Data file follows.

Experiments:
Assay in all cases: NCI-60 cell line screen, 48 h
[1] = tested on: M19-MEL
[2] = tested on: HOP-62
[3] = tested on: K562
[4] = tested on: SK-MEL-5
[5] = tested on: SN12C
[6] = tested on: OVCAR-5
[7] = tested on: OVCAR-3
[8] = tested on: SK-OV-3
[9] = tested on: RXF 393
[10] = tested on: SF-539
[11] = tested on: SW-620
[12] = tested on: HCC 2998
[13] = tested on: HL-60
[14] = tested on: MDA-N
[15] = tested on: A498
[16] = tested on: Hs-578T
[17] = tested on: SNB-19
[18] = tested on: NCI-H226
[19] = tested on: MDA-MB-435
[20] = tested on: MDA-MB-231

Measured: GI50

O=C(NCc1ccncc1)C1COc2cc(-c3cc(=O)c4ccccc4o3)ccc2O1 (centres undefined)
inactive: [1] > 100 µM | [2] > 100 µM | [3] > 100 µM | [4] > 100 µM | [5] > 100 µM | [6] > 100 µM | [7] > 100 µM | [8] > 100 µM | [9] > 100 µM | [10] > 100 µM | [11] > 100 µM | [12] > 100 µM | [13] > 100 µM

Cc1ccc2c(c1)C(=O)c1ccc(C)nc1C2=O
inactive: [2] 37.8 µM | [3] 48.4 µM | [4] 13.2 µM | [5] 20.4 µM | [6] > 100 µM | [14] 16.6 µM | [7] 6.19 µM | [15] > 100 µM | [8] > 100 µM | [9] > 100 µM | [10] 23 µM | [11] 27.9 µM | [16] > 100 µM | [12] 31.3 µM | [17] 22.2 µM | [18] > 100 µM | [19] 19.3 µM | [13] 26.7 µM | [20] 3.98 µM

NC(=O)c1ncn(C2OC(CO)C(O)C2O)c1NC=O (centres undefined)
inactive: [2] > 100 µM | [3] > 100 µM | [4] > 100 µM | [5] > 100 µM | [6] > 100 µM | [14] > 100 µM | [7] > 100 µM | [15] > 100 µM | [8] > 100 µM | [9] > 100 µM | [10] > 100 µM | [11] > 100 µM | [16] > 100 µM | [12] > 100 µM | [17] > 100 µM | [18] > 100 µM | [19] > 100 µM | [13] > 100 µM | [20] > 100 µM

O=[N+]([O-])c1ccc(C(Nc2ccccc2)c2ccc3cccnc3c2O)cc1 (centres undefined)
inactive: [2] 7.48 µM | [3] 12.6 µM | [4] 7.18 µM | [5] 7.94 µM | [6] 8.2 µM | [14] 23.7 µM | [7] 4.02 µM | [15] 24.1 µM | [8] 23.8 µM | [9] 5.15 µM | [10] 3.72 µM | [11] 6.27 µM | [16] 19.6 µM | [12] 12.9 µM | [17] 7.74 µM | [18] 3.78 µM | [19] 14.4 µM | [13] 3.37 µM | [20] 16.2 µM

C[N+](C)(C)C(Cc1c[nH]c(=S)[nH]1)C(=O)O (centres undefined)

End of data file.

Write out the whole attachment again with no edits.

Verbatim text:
Experiments:
Assay in all cases: NCI-60 cell line screen, 48 h
[1] = tested on: M19-MEL
[2] = tested on: HOP-62
[3] = tested on: K562
[4] = tested on: SK-MEL-5
[5] = tested on: SN12C
[6] = tested on: OVCAR-5
[7] = tested on: OVCAR-3
[8] = tested on: SK-OV-3
[9] = tested on: RXF 393
[10] = tested on: SF-539
[11] = tested on: SW-620
[12] = tested on: HCC 2998
[13] = tested on: HL-60
[14] = tested on: MDA-N
[15] = tested on: A498
[16] = tested on: Hs-578T
[17] = tested on: SNB-19
[18] = tested on: NCI-H226
[19] = tested on: MDA-MB-435
[20] = tested on: MDA-MB-231

Measured: GI50

O=C(NCc1ccncc1)C1COc2cc(-c3cc(=O)c4ccccc4o3)ccc2O1 (centres undefined)
inactive: [1] > 100 µM | [2] > 100 µM | [3] > 100 µM | [4] > 100 µM | [5] > 100 µM | [6] > 100 µM | [7] > 100 µM | [8] > 100 µM | [9] > 100 µM | [10] > 100 µM | [11] > 100 µM | [12] > 100 µM | [13] > 100 µM

Cc1ccc2c(c1)C(=O)c1ccc(C)nc1C2=O
inactive: [2] 37.8 µM | [3] 48.4 µM | [4] 13.2 µM | [5] 20.4 µM | [6] > 100 µM | [14] 16.6 µM | [7] 6.19 µM | [15] > 100 µM | [8] > 100 µM | [9] > 100 µM | [10] 23 µM | [11] 27.9 µM | [16] > 100 µM | [12] 31.3 µM | [17] 22.2 µM | [18] > 100 µM | [19] 19.3 µM | [13] 26.7 µM | [20] 3.98 µM

NC(=O)c1ncn(C2OC(CO)C(O)C2O)c1NC=O (centres undefined)
inactive: [2] > 100 µM | [3] > 100 µM | [4] > 100 µM | [5] > 100 µM | [6] > 100 µM | [14] > 100 µM | [7] > 100 µM | [15] > 100 µM | [8] > 100 µM | [9] > 100 µM | [10] > 100 µM | [11] > 100 µM | [16] > 100 µM | [12] > 100 µM | [17] > 100 µM | [18] > 100 µM | [19] > 100 µM | [13] > 100 µM | [20] > 100 µM

O=[N+]([O-])c1ccc(C(Nc2ccccc2)c2ccc3cccnc3c2O)cc1 (centres undefined)
inactive: [2] 7.48 µM | [3] 12.6 µM | [4] 7.18 µM | [5] 7.94 µM | [6] 8.2 µM | [14] 23.7 µM | [7] 4.02 µM | [15] 24.1 µM | [8] 23.8 µM | [9] 5.15 µM | [10] 3.72 µM | [11] 6.27 µM | [16] 19.6 µM | [12] 12.9 µM | [17] 7.74 µM | [18] 3.78 µM | [19] 14.4 µM | [13] 3.37 µM | [20] 16.2 µM

C[N+](C)(C)C(Cc1c[nH]c(=S)[nH]1)C(=O)O (centres undefined)